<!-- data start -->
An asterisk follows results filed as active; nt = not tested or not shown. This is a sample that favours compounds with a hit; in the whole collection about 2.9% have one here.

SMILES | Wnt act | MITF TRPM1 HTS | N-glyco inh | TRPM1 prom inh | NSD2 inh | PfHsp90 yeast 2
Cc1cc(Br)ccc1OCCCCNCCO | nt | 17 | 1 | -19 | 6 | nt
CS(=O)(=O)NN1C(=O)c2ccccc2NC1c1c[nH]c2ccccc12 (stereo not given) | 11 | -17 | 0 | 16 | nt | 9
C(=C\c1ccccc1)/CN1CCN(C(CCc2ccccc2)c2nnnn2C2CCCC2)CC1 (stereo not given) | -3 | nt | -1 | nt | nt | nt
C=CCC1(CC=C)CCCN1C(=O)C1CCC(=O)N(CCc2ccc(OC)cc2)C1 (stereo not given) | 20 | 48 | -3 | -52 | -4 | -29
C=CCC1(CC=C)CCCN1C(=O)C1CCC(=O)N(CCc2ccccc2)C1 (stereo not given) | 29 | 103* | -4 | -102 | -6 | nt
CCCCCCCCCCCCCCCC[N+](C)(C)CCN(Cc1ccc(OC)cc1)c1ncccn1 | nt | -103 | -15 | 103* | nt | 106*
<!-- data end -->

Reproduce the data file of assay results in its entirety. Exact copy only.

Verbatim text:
An asterisk follows results filed as active; nt = not tested or not shown. This is a sample that favours compounds with a hit; in the whole collection about 2.9% have one here.

SMILES | Wnt act | MITF TRPM1 HTS | N-glyco inh | TRPM1 prom inh | NSD2 inh | PfHsp90 yeast 2
Cc1cc(Br)ccc1OCCCCNCCO | nt | 17 | 1 | -19 | 6 | nt
CS(=O)(=O)NN1C(=O)c2ccccc2NC1c1c[nH]c2ccccc12 (stereo not given) | 11 | -17 | 0 | 16 | nt | 9
C(=C\c1ccccc1)/CN1CCN(C(CCc2ccccc2)c2nnnn2C2CCCC2)CC1 (stereo not given) | -3 | nt | -1 | nt | nt | nt
C=CCC1(CC=C)CCCN1C(=O)C1CCC(=O)N(CCc2ccc(OC)cc2)C1 (stereo not given) | 20 | 48 | -3 | -52 | -4 | -29
C=CCC1(CC=C)CCCN1C(=O)C1CCC(=O)N(CCc2ccccc2)C1 (stereo not given) | 29 | 103* | -4 | -102 | -6 | nt
CCCCCCCCCCCCCCCC[N+](C)(C)CCN(Cc1ccc(OC)cc1)c1ncccn1 | nt | -103 | -15 | 103* | nt | 106*